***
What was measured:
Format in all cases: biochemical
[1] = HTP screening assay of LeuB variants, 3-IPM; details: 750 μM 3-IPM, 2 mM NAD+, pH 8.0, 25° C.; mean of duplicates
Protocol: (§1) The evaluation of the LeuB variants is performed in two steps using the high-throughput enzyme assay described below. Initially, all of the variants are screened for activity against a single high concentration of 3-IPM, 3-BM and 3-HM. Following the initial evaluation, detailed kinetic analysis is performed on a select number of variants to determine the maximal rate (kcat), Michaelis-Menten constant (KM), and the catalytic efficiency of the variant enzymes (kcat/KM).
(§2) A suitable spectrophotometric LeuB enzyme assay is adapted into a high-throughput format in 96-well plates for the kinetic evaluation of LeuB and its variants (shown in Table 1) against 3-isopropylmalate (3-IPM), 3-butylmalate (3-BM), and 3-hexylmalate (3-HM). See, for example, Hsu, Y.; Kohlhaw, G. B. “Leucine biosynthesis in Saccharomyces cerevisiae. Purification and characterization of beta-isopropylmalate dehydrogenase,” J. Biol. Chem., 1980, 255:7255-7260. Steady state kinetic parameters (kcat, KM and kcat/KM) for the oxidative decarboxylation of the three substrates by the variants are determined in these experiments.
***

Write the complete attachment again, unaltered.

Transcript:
What was measured:
Format in all cases: biochemical
[1] = HTP screening assay of LeuB variants, 3-IPM; details: 750 μM 3-IPM, 2 mM NAD+, pH 8.0, 25° C.; mean of duplicates
Protocol: (§1) The evaluation of the LeuB variants is performed in two steps using the high-throughput enzyme assay described below. Initially, all of the variants are screened for activity against a single high concentration of 3-IPM, 3-BM and 3-HM. Following the initial evaluation, detailed kinetic analysis is performed on a select number of variants to determine the maximal rate (kcat), Michaelis-Menten constant (KM), and the catalytic efficiency of the variant enzymes (kcat/KM).
(§2) A suitable spectrophotometric LeuB enzyme assay is adapted into a high-throughput format in 96-well plates for the kinetic evaluation of LeuB and its variants (shown in Table 1) against 3-isopropylmalate (3-IPM), 3-butylmalate (3-BM), and 3-hexylmalate (3-HM). See, for example, Hsu, Y.; Kohlhaw, G. B. “Leucine biosynthesis in Saccharomyces cerevisiae. Purification and characterization of beta-isopropylmalate dehydrogenase,” J. Biol. Chem., 1980, 255:7255-7260. Steady state kinetic parameters (kcat, KM and kcat/KM) for the oxidative decarboxylation of the three substrates by the variants are determined in these experiments.